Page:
If your boss is named Bob, Bill, John, or any other boring name, there’s a strong chance his leadership style is just as mundane.
A new study from Rice University found that unique names are linked to more unique leadership styles. The study followed 1,172 public companies for two decades.
From the study:
Our theory explains why CEOs with uncommon names tend to develop a conception of being different from peers and accordingly pursue strategies that deviate from industry norms.
We further suggest that the positive relationship between CEO name uncommonness and strategic distinctiveness is strengthened by the CEO’s confidence, power, and environmental munificence.
According to findings, CEOs with more interesting names tend to be “the boardroom disrupters” and use unconventional leadership styles.
“Successful professionals who have uncommon names tend to view themselves as more special, unique, interesting, and creative,” explains the study. These people are more willing to make more unconventional and risky moves, while the Bobs and Bills of the world tend to play it safe.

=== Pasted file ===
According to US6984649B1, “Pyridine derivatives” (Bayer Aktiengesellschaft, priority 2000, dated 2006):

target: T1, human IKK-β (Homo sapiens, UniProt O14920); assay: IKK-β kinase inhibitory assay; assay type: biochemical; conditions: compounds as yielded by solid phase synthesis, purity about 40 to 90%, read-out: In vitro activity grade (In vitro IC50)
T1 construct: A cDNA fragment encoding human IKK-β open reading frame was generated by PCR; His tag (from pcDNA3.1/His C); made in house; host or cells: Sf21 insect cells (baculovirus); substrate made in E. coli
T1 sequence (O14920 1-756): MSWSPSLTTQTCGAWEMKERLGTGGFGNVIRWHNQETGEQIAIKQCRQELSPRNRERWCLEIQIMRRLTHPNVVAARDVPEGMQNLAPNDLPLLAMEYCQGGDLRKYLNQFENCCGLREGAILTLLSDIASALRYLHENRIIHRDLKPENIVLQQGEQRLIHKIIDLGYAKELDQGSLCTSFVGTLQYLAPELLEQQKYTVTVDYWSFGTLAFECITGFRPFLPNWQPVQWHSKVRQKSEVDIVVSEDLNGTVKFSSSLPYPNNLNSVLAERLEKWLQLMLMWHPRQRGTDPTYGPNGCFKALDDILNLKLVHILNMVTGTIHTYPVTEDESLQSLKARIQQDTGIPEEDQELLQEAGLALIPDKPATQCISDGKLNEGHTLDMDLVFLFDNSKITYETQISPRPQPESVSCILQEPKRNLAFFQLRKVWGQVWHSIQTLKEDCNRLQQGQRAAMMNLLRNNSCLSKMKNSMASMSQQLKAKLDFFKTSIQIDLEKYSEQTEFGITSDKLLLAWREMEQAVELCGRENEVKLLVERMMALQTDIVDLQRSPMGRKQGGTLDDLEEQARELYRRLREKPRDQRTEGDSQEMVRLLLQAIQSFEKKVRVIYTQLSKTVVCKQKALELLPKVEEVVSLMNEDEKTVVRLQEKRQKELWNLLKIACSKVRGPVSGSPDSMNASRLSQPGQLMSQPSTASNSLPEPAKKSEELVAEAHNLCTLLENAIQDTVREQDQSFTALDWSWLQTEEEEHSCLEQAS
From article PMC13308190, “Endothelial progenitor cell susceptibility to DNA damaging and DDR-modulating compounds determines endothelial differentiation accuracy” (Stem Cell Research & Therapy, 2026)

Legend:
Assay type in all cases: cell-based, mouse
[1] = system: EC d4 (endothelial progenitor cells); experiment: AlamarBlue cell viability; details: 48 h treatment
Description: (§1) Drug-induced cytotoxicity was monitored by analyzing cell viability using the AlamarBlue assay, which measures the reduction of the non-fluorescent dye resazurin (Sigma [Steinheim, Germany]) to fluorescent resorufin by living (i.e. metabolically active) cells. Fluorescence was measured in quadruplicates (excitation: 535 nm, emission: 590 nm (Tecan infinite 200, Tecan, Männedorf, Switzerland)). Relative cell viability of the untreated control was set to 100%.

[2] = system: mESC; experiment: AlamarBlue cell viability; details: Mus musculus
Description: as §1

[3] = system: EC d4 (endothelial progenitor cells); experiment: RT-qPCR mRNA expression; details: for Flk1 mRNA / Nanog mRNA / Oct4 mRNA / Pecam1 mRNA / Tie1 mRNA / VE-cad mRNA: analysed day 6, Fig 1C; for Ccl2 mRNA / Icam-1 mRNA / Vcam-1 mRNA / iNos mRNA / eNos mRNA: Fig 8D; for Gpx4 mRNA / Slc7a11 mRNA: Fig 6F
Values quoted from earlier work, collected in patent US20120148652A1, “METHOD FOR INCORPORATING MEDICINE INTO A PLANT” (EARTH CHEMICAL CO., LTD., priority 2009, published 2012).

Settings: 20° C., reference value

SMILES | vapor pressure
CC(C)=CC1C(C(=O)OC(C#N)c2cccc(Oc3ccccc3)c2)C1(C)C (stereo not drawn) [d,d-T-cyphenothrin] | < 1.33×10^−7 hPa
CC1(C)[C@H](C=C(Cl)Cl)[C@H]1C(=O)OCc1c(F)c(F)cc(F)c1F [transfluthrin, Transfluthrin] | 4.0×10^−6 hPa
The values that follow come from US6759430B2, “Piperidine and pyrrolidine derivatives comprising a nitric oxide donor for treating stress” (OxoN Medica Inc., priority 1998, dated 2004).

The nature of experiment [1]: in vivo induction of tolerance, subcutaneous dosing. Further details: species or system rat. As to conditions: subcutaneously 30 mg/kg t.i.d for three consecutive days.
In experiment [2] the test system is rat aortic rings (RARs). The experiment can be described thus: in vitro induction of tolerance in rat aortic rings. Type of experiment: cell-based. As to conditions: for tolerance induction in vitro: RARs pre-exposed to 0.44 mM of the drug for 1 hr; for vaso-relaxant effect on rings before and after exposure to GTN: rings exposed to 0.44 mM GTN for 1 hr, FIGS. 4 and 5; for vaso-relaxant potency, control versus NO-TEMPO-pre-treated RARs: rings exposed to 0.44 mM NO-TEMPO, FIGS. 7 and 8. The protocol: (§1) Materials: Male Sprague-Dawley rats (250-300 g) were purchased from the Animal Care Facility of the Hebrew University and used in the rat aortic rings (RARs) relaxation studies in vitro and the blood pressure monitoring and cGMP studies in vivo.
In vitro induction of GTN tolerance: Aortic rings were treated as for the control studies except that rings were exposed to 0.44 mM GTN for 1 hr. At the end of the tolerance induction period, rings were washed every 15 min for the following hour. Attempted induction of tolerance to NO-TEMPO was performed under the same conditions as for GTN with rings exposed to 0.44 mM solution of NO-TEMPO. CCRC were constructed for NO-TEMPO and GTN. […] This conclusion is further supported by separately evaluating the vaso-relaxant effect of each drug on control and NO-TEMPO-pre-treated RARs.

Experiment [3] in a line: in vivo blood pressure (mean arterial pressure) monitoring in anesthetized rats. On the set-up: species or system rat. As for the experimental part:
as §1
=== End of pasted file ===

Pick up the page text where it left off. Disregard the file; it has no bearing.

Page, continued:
The researchers said that name alone doesn’t technically make a good or bad leader, however, “the combination of self-perceived uniqueness that comes from an uncommon name combined with the power and resources of leading a company makes for a perfect cocktail of confidence and eccentricity.”
Think back to your own work experiences to see if this research and theory checks out. I’ve worked for a John, Pete, Dave, and a Dan. Every single one was incredibly dull.
And if your new boss is named Karen, run.
There’s a good chance you’re name is Bill, Bob, John, or another boring name. In that case, stick with Bob for as long as possible.
If you want to know what your name says about you, or about the man or woman signing your paychecks, try this handy quiz.
[via Inside Hook]